Cultural differences account for the anemic sales, too. “Unlike in Asia—a major market where skin care is completely embedded in the male routine of beauty— Europe stops at shaving,” says Véronique Gabai-Pinksy, global brand president for Aramis and Designer Fragrances, BeautyBank and IdeaBank at the Estée Lauder Cos. Inc. “The challenge for us is to start educating the male consumer on how you can enhance the shaving experience and therefore compliment it with an element of treatment.”


In Europe, Lauder’s Lab Series men’s skin care brand rings up most of its sales in the shaving category, while treatment is a far second. (That differs from the U.S., where the brand’s two most important categories are shaving and treatment. “Cleansing is a little less embedded in the culture or the habits,” Gabai-Pinsky says. “Body or hair care is not something that men necessarily buy in prestige.”)


The good news from Europe is that Lab Series is clocking double-digit gains. A recent hit is Lab Series’ Max LS antiaging product. In May in Spain’s El Corte Inglés, for instance, it was the department store’s number-one stockkeeping unit in men’s skin care. Gabai-Pinsky chalks its success up to the product’s high-performance, oneproduct- does-all nature and single message.


She says Lauder is working on developing a product with benefits embedded in the shaving experience. Gabai- Pinsky notes that, when there’s a product giving a variety of benefits and immediate results, “the European [male] consumer starts acting a little bit like the Asian consumer, and goes for it.”


That being said, there can be vast differences in shopping patterns from one European country—or even zone—to the next.


“It’s much easier for me to develop my grooming and skin care business in continental Europe than it is in Russia, for example,” says Gabai-Pinsky. “There’s very little knowledge, understanding or desire for this type of product in emerging Europe.”


The men’s fragrance front appears somewhat brighter, with marketers reporting ample room for gains. Last year, its estimated size in Europe was $5.1 billion (with $3.06 billion generated from premium scents, the remainder from mass)—just less than half the estimated $10.1 billion for the European women’s scent business, according to Datamonitor. The tracking firm expects the male segment to outpace the female category, with average yearly gains of 2.6 percent and 2 percent, respectively, through 2014.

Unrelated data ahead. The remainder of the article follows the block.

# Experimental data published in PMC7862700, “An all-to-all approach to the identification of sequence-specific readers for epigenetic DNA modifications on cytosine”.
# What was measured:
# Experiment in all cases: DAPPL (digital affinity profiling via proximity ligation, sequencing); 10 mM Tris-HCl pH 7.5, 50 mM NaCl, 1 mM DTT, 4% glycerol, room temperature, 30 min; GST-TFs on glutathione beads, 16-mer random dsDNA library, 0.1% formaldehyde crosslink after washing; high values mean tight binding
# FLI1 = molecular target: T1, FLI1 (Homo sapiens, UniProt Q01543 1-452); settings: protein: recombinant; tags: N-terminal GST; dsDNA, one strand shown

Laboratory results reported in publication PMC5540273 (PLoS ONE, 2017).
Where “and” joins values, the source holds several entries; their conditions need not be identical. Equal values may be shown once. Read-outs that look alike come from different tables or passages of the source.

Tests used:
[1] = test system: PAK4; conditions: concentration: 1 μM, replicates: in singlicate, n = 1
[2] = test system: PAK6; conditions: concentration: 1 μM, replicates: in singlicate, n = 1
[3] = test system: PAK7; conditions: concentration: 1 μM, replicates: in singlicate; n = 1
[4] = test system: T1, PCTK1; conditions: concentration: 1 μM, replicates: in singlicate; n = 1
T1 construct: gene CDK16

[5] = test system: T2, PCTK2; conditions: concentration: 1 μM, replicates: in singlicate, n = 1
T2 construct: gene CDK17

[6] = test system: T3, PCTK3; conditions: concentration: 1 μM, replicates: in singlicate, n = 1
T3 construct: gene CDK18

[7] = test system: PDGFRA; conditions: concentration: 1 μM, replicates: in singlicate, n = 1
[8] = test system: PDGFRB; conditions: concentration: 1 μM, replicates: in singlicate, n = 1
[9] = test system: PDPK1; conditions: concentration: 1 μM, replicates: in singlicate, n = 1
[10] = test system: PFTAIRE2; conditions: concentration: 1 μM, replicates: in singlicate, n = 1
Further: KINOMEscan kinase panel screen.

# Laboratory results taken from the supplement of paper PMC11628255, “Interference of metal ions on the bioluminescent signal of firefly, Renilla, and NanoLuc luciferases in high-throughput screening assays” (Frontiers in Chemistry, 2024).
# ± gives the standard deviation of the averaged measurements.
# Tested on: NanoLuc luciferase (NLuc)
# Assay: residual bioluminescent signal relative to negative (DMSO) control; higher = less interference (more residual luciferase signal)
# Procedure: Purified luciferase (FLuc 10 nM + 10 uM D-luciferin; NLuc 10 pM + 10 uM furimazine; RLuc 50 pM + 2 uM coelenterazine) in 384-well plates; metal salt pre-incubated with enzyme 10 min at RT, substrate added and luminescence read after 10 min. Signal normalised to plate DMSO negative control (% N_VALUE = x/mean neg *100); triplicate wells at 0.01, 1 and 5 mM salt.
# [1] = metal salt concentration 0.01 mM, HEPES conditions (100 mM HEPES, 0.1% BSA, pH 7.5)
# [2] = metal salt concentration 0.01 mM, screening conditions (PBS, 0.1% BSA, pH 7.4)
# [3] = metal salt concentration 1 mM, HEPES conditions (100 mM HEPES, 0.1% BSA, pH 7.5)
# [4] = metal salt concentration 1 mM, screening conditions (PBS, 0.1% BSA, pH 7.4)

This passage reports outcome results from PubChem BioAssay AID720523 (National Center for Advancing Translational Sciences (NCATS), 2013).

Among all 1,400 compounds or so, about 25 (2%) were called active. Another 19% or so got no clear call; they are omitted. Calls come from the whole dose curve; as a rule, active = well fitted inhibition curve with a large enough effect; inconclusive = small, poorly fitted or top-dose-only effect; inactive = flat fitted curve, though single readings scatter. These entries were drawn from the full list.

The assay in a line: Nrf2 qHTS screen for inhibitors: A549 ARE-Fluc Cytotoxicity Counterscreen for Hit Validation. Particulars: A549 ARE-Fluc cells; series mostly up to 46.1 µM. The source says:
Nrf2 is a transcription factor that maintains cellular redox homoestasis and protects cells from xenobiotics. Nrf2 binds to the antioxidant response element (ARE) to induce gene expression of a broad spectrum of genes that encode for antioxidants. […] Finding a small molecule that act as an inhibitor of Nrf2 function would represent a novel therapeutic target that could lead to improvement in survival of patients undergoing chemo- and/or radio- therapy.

The European men’s prestige fragrance market has been flat on average over the last five years, estimates Benacin, who adds the European prestige women’s fragrance market has been flat, as well.


“The market environment continues to be tough around the world and in Europe,” says Patrice Louvet, president of the P&G Global Prestige Products Division.


Executives note increased competition for prestige fragrances from other categories, such as technology, with the advent of iPhones, for instance.


“The share of voice is very expensive—much more than in the past,” says Benacin. “So it’s more complicated to be seen.”


Meanwhile, strong trends in male prestige fragrance shopping keep bubbling up.


“Consumers gravitate to brands they know and trust, but well-rounded new propositions still generate significant momentum,” says Louvet. He highlights the continued success of P&G’s classic lines, such as Hugo Boss Bottled, Hugo Man and Dolce & Gabbana Light Blue Pour Homme. And when it comes to introductions over the past year and a half, Hugo Element, D&G’s The One for Men, Gucci by Gucci Pour Homme and Lacoste Challenge boast top 10 to top 20 positions in most markets.